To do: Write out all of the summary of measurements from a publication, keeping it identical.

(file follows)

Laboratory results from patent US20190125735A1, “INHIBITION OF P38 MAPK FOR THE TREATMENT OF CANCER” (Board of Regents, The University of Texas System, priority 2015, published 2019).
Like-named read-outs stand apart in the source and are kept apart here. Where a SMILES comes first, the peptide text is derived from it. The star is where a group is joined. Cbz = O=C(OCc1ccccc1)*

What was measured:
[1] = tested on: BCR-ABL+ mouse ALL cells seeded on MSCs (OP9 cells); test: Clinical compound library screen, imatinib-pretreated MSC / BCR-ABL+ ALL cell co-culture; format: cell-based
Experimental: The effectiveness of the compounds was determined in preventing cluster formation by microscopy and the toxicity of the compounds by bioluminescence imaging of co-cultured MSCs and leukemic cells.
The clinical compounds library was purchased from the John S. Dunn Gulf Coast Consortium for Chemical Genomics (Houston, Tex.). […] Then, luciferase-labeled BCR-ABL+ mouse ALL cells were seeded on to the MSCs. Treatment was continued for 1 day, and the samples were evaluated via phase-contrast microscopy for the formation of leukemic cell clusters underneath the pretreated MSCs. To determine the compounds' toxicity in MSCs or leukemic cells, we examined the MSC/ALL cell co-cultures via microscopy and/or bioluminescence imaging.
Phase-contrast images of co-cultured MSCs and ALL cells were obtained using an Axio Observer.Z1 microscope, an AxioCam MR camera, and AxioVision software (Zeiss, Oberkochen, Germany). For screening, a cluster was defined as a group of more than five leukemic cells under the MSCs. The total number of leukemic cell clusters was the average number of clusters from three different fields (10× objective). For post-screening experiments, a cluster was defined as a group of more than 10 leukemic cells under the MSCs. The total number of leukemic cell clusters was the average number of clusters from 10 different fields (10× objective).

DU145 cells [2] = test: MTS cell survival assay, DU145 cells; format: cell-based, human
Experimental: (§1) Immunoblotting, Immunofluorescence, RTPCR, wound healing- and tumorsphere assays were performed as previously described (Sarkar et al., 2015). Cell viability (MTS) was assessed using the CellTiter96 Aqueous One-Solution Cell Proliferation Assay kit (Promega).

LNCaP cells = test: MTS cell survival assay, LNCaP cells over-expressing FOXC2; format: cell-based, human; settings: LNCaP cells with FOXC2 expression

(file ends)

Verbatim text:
Laboratory results from patent US20190125735A1, “INHIBITION OF P38 MAPK FOR THE TREATMENT OF CANCER” (Board of Regents, The University of Texas System, priority 2015, published 2019).
Like-named read-outs stand apart in the source and are kept apart here. Where a SMILES comes first, the peptide text is derived from it. The star is where a group is joined. Cbz = O=C(OCc1ccccc1)*

What was measured:
[1] = tested on: BCR-ABL+ mouse ALL cells seeded on MSCs (OP9 cells); test: Clinical compound library screen, imatinib-pretreated MSC / BCR-ABL+ ALL cell co-culture; format: cell-based
Experimental: The effectiveness of the compounds was determined in preventing cluster formation by microscopy and the toxicity of the compounds by bioluminescence imaging of co-cultured MSCs and leukemic cells.
The clinical compounds library was purchased from the John S. Dunn Gulf Coast Consortium for Chemical Genomics (Houston, Tex.). […] Then, luciferase-labeled BCR-ABL+ mouse ALL cells were seeded on to the MSCs. Treatment was continued for 1 day, and the samples were evaluated via phase-contrast microscopy for the formation of leukemic cell clusters underneath the pretreated MSCs. To determine the compounds' toxicity in MSCs or leukemic cells, we examined the MSC/ALL cell co-cultures via microscopy and/or bioluminescence imaging.
Phase-contrast images of co-cultured MSCs and ALL cells were obtained using an Axio Observer.Z1 microscope, an AxioCam MR camera, and AxioVision software (Zeiss, Oberkochen, Germany). For screening, a cluster was defined as a group of more than five leukemic cells under the MSCs. The total number of leukemic cell clusters was the average number of clusters from three different fields (10× objective). For post-screening experiments, a cluster was defined as a group of more than 10 leukemic cells under the MSCs. The total number of leukemic cell clusters was the average number of clusters from 10 different fields (10× objective).

DU145 cells [2] = test: MTS cell survival assay, DU145 cells; format: cell-based, human
Experimental: (§1) Immunoblotting, Immunofluorescence, RTPCR, wound healing- and tumorsphere assays were performed as previously described (Sarkar et al., 2015). Cell viability (MTS) was assessed using the CellTiter96 Aqueous One-Solution Cell Proliferation Assay kit (Promega).

LNCaP cells = test: MTS cell survival assay, LNCaP cells over-expressing FOXC2; format: cell-based, human; settings: LNCaP cells with FOXC2 expression